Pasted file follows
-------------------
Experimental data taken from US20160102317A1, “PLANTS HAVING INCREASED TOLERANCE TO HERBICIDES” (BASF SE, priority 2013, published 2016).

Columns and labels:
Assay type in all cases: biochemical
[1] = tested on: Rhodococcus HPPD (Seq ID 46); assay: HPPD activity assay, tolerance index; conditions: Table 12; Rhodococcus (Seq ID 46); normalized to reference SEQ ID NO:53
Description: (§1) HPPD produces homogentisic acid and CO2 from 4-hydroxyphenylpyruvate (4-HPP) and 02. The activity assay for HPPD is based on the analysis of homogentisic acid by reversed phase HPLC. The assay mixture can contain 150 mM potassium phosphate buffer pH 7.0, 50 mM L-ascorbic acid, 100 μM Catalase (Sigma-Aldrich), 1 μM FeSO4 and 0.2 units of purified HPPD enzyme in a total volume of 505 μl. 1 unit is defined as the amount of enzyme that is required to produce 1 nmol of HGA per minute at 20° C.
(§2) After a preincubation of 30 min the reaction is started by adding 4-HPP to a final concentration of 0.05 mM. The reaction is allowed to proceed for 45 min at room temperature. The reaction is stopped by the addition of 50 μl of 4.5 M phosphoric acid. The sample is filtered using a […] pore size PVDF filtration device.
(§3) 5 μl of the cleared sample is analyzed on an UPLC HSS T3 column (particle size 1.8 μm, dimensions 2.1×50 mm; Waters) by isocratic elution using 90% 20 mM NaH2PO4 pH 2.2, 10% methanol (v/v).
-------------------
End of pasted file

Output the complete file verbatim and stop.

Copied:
Experimental data taken from US20160102317A1, “PLANTS HAVING INCREASED TOLERANCE TO HERBICIDES” (BASF SE, priority 2013, published 2016).

Columns and labels:
Assay type in all cases: biochemical
[1] = tested on: Rhodococcus HPPD (Seq ID 46); assay: HPPD activity assay, tolerance index; conditions: Table 12; Rhodococcus (Seq ID 46); normalized to reference SEQ ID NO:53
Description: (§1) HPPD produces homogentisic acid and CO2 from 4-hydroxyphenylpyruvate (4-HPP) and 02. The activity assay for HPPD is based on the analysis of homogentisic acid by reversed phase HPLC. The assay mixture can contain 150 mM potassium phosphate buffer pH 7.0, 50 mM L-ascorbic acid, 100 μM Catalase (Sigma-Aldrich), 1 μM FeSO4 and 0.2 units of purified HPPD enzyme in a total volume of 505 μl. 1 unit is defined as the amount of enzyme that is required to produce 1 nmol of HGA per minute at 20° C.
(§2) After a preincubation of 30 min the reaction is started by adding 4-HPP to a final concentration of 0.05 mM. The reaction is allowed to proceed for 45 min at room temperature. The reaction is stopped by the addition of 50 μl of 4.5 M phosphoric acid. The sample is filtered using a […] pore size PVDF filtration device.
(§3) 5 μl of the cleared sample is analyzed on an UPLC HSS T3 column (particle size 1.8 μm, dimensions 2.1×50 mm; Waters) by isocratic elution using 90% 20 mM NaH2PO4 pH 2.2, 10% methanol (v/v).